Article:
130,000 of the Type 1 population are adults. Adults with Type 1 have a number of challenges to work through.
Discrimination in the workplace is not ok. An employer can not deny you a job based on you having Type 1. You have no obligation to inform your employer you have Type 1. If you forsee that your Type 1 may cause some safety issue in your work, you may advise you employer but should not be discriminated against. If you are facing any type of discrimination you can contact Fair Work Australia for further advice
Some specific jobs require medical clearance for safety reasons such as truck driving. Your GP or Endocrinologist can assist you with this.
In short, those with Type 1 can hold a drivers licence or learner permit as long as your diabetes is well managed. The main concern for driving authorities is the risk for hypoglycaemia (low blood glucose) while driving. Other concerns are around diabetes complications such as deteriorating vision.
As a rule of thumb remember 'ABOVE 5 TO DRIVE' . Ensure you check your blood glucose at least every 2 hours.
-You must inform licensing authorities that you have Type 1 Diabetes; such as VicRoads.
-It is advisable to inform you vehicle insurance company of your Type 1
-Your GP, Endocrinologist
If you do decide to have children, it is important to discuss with your Endocrinologist or Diabetes Educator about family planning. There is no reason as to why you cannot have a healthy baby. Planning ahead can help you prepare for pregnancy. if you don't have the chance to, contact your diabetes team as soon as possible for pregnancy care.
For males your overall wellbeing and blood glucose control increases the chances of a healthy baby.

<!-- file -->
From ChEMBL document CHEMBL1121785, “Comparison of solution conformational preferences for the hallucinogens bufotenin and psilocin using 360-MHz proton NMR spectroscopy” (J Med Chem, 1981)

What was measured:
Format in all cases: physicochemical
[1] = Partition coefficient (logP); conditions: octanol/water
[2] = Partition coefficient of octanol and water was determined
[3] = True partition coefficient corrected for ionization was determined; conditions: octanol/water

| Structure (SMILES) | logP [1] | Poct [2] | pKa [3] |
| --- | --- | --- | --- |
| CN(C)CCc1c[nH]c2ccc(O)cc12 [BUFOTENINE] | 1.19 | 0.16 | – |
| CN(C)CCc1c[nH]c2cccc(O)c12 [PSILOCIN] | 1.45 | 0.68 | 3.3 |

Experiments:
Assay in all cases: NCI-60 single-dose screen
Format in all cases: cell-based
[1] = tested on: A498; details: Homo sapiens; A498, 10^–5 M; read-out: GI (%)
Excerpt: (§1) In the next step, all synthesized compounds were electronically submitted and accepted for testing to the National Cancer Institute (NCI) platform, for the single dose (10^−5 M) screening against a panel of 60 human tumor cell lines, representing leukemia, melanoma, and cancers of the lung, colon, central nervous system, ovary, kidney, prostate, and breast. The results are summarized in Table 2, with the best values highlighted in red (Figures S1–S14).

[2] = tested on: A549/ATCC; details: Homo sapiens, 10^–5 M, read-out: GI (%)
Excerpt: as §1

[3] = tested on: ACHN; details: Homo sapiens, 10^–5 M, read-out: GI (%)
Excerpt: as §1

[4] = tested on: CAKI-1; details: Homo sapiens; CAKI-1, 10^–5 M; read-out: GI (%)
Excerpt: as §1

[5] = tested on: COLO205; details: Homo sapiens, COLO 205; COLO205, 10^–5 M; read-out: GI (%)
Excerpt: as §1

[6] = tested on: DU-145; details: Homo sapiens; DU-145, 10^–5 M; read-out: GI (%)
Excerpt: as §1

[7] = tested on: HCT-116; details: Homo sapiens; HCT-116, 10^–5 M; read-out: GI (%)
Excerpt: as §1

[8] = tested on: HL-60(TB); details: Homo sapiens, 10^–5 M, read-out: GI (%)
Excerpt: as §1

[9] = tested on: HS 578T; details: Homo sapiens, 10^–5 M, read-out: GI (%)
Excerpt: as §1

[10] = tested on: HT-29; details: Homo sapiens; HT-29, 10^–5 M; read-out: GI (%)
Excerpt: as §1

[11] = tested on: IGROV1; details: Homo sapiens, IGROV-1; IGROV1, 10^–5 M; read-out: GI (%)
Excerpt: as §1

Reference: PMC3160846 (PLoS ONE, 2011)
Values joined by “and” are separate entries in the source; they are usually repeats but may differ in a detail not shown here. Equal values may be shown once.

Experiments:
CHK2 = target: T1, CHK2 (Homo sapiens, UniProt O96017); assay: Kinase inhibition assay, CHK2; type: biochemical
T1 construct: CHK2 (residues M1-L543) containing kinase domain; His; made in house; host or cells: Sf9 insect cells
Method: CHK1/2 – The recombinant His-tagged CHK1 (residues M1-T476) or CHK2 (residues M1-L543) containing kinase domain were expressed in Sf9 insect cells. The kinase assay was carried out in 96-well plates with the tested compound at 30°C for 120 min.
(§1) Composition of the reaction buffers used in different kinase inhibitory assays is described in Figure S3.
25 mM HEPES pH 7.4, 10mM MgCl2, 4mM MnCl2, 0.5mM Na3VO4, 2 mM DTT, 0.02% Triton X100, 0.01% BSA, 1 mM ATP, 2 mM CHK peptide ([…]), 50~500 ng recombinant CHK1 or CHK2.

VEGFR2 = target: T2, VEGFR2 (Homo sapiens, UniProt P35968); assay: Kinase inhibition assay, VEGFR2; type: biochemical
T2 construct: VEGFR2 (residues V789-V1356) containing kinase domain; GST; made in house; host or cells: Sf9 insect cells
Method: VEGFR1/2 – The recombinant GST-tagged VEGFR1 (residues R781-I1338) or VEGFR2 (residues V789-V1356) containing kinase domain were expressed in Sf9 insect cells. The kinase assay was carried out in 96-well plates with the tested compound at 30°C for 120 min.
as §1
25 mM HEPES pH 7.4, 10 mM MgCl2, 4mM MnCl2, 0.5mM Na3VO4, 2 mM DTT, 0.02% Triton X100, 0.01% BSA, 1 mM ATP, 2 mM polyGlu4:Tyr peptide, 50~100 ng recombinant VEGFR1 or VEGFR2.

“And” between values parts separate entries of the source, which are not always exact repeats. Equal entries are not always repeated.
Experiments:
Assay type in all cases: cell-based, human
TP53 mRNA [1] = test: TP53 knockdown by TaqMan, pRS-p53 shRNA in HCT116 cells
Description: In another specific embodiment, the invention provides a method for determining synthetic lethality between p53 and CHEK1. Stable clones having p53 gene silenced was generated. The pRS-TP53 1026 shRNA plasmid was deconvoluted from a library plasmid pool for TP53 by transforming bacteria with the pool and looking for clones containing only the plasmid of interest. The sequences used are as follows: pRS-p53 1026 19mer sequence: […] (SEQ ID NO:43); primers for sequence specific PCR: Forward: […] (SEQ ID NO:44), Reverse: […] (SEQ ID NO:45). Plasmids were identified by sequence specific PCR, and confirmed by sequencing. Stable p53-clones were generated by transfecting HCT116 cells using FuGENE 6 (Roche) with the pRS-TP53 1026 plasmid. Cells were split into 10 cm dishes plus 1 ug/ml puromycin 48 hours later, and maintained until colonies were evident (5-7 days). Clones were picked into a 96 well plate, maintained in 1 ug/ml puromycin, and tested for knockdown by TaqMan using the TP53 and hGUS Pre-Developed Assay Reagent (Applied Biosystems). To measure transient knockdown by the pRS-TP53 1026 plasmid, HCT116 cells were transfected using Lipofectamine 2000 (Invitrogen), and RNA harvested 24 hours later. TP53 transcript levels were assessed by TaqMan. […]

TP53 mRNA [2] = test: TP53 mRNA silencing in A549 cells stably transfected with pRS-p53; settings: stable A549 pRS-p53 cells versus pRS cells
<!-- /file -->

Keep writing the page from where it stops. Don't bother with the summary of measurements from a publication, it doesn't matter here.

For females, pre-pregnancy planning gives you a bit more time to assess your overall health and improve blood glucose control.
Relationships are an important part of how we feel we fit into the world. These can include a significant other, children, extended family, friends, colleagues and sporting/hobby team. Sometimes Type 1 can present a challenge for you in relationships and other times cause concern or misunderstanding from others. Communication is key. Setting aside time to talk about concerns from each person can go a long way to alleviating stress.
Relationship with yourself
Often times you may feel isolated from the rest of the world. Others times you may be empowered by your ability to achieve your goals while managing Type 1. Whichever you feel is ok. It may vary day to day. This is all ok. Type 1 is a 'perfectionists nightmare'. Remember you are doing the work of what is usually a fully functioning pancreas. That is an amazing achievement in itself. Reach out to friends and family who understand and support you. If you are struggling with your mental health, it's best to seek help as soon as possible. You can start with your GP. Have a look at our 'Mental Health Battle' page for further information.
Stress about complications
It is understandable that you may develop stress surrounding physical complications of Type 1. The risk of physical complications is influenced by your blood glucose control over time and length of diagnosis. Diabetes complications can have a large impact on your life. While this is scary, there are things you can do to prevent and manage them. Their is no shame, blame or guilt that should be taken from having complications of Type 1. You are not alone.
There is further information about what they are, prevention and screening processes on our 'Complications of Type 1' page.
We at T1F are here to support you.